The kitchen offers excellent growing conditions for houseplants. Steam from cooking and running water at the sink add moisture to the air which results in favorable humidity for plants.

IN the kitchen, as elasewhere, the amount of light influences the choice of plants. Natural light from a window may be adequate, but may need to be supplemented with artificial light. An improvement in efficiency and economy of lightning can be achieved by adding flurescent light fixtures to replace incandescent bulbs.

In many kitchens the sink is in front of a window. Brackets on the window frame can be spaced one, two or three glass sheleves for plants; glass does nit obstruct the passage of light to plants on lower sheleves. A single shallow plastic plant tray disigned for windowsills also can be used and will hold several small pots.

Plants displayed behind a sink should be unobtrusive; danging foliage ia a nuisance; overlarge leaves are in danger of being splashed. Be certain of your choice of plants for an uncurtained window; many foliage plants prefer filtered lught.

Tiered sheleves at the sides of an east-facing window afford a setting for dramatic African violets. Or let the clover-like red foliage of Oxalis siliquosa trail its yellow blossoms from the top shelf. In a less warm and bright exposure, use plants grown noly for foliage, such as grape ivy or piectranthus.

A sunny windowsill is the place for your herb garden - chives, thyme, basil, parsel. Buy herb plants (father tha growing from seed) and keep pinching them to thwart their urge to flower and seed. Scented geraniums are sources of flavor fragrance and as such belong in your sunny herb window.

Remember to keep a "burn plant" (Aloe vera) near the stove for use as emergency treatment of burns, apply the pulp to a burn immediately after it has occurred.

Assign space on top of the refrigerator for a waterproof box or pebble tray for pots of philodendrom or pothos. If space is sufficient, here as a chance to use a fern hanging basket.

The windowless enclave called kitchenette can be given distinction by adding a plant or two. Its chief short-coming, lack of light has to be corrected first. One ceiling fixture is sacrely enough to read a receipe by, let along to give encouragement to plant life.

If there is as much a foot or space between the top of the refrigerator and the ceiling, install a fliorescent light fixture and grow African violets or an assortment of low-growing herbs.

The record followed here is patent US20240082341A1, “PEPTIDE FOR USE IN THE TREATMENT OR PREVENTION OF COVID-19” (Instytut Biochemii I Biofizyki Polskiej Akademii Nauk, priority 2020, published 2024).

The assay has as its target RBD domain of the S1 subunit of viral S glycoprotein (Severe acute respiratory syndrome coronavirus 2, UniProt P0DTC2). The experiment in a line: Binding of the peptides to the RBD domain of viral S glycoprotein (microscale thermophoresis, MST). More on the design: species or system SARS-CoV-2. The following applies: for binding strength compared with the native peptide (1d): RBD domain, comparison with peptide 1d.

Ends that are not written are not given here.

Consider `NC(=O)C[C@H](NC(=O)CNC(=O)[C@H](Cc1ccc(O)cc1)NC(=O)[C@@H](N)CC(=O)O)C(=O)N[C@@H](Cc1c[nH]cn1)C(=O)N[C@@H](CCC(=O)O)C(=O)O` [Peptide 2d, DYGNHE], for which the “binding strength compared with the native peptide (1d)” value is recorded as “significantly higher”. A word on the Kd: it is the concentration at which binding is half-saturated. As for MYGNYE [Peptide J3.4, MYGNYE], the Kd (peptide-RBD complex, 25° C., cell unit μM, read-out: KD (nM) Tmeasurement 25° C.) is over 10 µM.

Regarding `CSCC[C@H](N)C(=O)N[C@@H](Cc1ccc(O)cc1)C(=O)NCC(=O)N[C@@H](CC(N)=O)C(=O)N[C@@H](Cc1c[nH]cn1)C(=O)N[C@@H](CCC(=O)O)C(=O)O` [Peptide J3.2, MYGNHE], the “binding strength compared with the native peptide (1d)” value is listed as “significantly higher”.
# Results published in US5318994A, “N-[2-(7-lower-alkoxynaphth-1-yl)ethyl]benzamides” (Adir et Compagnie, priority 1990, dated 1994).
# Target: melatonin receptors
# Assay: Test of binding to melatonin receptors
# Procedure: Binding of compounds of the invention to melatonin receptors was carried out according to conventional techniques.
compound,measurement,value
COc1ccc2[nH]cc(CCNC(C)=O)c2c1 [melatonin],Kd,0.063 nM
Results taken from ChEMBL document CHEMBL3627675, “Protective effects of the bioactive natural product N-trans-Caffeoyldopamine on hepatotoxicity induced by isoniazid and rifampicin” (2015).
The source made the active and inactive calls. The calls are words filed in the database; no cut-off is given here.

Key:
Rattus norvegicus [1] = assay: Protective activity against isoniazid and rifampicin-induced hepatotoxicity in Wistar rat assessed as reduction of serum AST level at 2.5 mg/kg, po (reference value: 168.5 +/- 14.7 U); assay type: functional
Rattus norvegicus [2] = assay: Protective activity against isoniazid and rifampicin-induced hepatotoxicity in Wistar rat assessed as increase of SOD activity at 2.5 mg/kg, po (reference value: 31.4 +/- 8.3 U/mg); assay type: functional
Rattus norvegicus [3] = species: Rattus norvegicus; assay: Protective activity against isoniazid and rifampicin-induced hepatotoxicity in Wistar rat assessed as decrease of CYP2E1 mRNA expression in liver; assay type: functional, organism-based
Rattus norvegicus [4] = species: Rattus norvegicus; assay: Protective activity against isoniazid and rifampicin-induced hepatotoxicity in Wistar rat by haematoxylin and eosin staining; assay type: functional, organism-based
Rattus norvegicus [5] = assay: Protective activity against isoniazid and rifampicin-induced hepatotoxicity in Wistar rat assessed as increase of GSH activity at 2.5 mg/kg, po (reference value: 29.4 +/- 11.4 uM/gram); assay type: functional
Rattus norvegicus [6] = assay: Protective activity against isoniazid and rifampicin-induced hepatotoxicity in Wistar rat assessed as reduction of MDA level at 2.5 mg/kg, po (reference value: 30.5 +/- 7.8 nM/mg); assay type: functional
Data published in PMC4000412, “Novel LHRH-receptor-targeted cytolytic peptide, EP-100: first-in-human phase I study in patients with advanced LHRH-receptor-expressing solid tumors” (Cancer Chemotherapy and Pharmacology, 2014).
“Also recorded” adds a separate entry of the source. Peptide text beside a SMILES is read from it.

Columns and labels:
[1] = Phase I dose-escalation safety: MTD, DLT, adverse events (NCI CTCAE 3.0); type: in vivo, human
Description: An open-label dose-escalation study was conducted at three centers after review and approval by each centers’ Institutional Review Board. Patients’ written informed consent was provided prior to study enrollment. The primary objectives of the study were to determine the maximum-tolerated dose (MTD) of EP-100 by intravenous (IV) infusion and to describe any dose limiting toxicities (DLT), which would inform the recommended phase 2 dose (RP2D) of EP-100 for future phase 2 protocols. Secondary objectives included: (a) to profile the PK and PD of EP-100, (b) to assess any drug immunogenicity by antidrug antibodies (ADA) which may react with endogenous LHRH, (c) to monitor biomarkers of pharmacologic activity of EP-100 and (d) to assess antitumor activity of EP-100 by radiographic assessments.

Substitue a fluoresent tube for an incandescent bulb over the sink, hang a pottery bowl of grape ivy on a swived bracket at one side of swing over and bask in the unreal sunlight when you are not using the sink.

Tillandsia, the tiny relative of the pineapple, growing in a shell or stapled to a piece of bark of dirtwood,. is almost weightless; hang it near the sink where you'll remember to dip it or mist it to encourage blooming or prop it on any shelf among small ornament or untensils.

Today's kitchens often include or adfjoin a dining area a breakfast counter. Plants can be effectively used to help divide the working part from the dining part.

Built-in-dividers such as a bookshelf or china cabinet, are ready-made, above-eye-level pedestals for a special plants, such as spathiphyllum, indoor bonsai or trailing type peperomia. The serving and eating counter itself may be the divider, hanging baskets of ferns over it will help define the separetion.

Where it is not feasible to install fluoresent lighting, table, floor, or hanging lambs desinges for illuminating plants may be used. Plant growth bulbs require a ceramicsocket to disperse the heat, so be sure that any lamp purchase for this use is so equipped.

Inspect all your plants least once a month for insect pests. Use the spray attachment of the kitchen water faucet fro forcefull insect removal, or wash plants with mild soap and water and then rinse. Always wash any herbs to be used in cooking.

If insect infestation calls for treatment with an insecticidal spray, take tha plants out of the kitchen or out of the house for treatment.